Pilot program expands to central and eastern NS
December 15, 2021
HALIFAX – People in central and eastern Nova Scotia who are on the Need a Family Practice Registry will soon start receiving invitations for VirtualCareNS. VirtualCareNS gives people on the registry the option to access a primary care provider online. It is a free program for patients delivered through Maple – one of Canada’s leading virtual care platforms – with Nova Scotia primary care providers.
“Nova Scotians have made it clear that access to healthcare is a priority,” said Premier Tim Houston (pictured). “We know we need to do things differently, and virtual care is an efficient way of making sure every Nova Scotian on the registry has access to primary care while we focus on recruitment efforts and other improvements.”
The government is investing $1.3 million in the expansion of VirtualCareNS, which is already available in the northern and western health zones.
“Beginning the expansion of VirtualCareNS into the central and eastern zones ensures that every Nova Scotian on the Need a Family Practice Registry will have timely access to a family doctor or nurse practitioner to receive the care that they need. We have received overwhelmingly positive feedback from both patients and providers about this initiative and are continuously looking at ways to enhance virtual care options for Nova Scotians,” said Gail Tomblin Murphy, vice president, Research, Innovation and Discovery, and chief nurse executive at Nova Scotia Health.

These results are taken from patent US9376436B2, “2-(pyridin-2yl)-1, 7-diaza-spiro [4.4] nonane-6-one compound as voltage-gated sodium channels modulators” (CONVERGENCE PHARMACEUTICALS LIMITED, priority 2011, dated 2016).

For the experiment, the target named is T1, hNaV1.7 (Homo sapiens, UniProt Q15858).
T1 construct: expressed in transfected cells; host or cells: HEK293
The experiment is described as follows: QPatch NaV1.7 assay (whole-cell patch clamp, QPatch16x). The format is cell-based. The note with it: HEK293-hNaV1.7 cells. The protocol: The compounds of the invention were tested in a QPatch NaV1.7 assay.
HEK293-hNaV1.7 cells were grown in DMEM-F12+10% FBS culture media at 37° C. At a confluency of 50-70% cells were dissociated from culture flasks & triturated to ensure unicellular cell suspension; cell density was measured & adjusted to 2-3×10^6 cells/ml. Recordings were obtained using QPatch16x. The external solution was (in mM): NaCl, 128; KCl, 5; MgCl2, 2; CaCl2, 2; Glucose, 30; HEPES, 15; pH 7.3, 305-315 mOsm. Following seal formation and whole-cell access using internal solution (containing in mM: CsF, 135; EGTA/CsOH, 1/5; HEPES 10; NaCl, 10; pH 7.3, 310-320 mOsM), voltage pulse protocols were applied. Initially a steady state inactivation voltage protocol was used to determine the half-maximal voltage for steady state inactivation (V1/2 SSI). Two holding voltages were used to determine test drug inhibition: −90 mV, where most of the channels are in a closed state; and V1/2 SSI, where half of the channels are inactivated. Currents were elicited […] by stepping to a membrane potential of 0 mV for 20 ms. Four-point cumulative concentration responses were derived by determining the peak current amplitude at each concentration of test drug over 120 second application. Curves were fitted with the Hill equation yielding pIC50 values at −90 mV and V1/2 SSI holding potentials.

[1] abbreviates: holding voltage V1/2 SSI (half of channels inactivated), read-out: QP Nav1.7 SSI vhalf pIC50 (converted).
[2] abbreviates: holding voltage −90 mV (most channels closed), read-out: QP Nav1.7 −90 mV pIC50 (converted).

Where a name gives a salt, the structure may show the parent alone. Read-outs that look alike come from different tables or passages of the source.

As of Monday, December 13, Nova Scotia Health started contacting people who live in central and eastern zones by email, starting in communities with the largest number of people on the registry, people who have been on the registry the longest to be contacted first.
To be eligible for VirtualCareNS, people must:
- be on the Need a Family Practice Registry
- hold a valid Nova Scotia health card number
- be able to access the internet through a computer or mobile device
- have an email address that they regularly use
- be in the province when accessing VirtualCareNS.
During a virtual appointment, primary care providers can prescribe medications, order tests and make referrals for specialized care. If a patient’s health concerns can’t be resolved virtually, they will be provided with options for in-person care.
“Virtual care enables us to provide timely care and bridge the access gap for people who are unattached. We continue to recruit more family physicians and nurse practitioners to provide care through VirtualCareNS so we can ensure that everyone on the Need a Family Practice Registry can access care virtually until they are connected to a family practice,” said Dr. Maria Alexiadis, senior medical director, Primary Health Care and Chronic Disease Management Network at Nova Scotia Health, and family physician, VirtualCareNS.
The VirtualCareNS pilot program launched in northern and western zones last spring. People on the Need a Family Practice Registry in those zones with an email address on file have been invited to join VirtualCareNS. Those without an email address on file soon will receive a letter by mail with more information on how to participate.
“Since the launch of the pilot program earlier this year, we’ve seen tremendous success in bringing accessible care to Nova Scotians in the northern and western zones. We’re proud to continue working with Nova Scotia Health to expand the program into the central and eastern zones and to continue to deliver an exceptional virtual care experience for patients and providers across the province,” adds Shelly-Ann Rampersad, vice-president of Clinical Operations at Maple.
More information about VirtualCareNS is available at https://www.nshealth.ca/service-details/VirtualCareNS.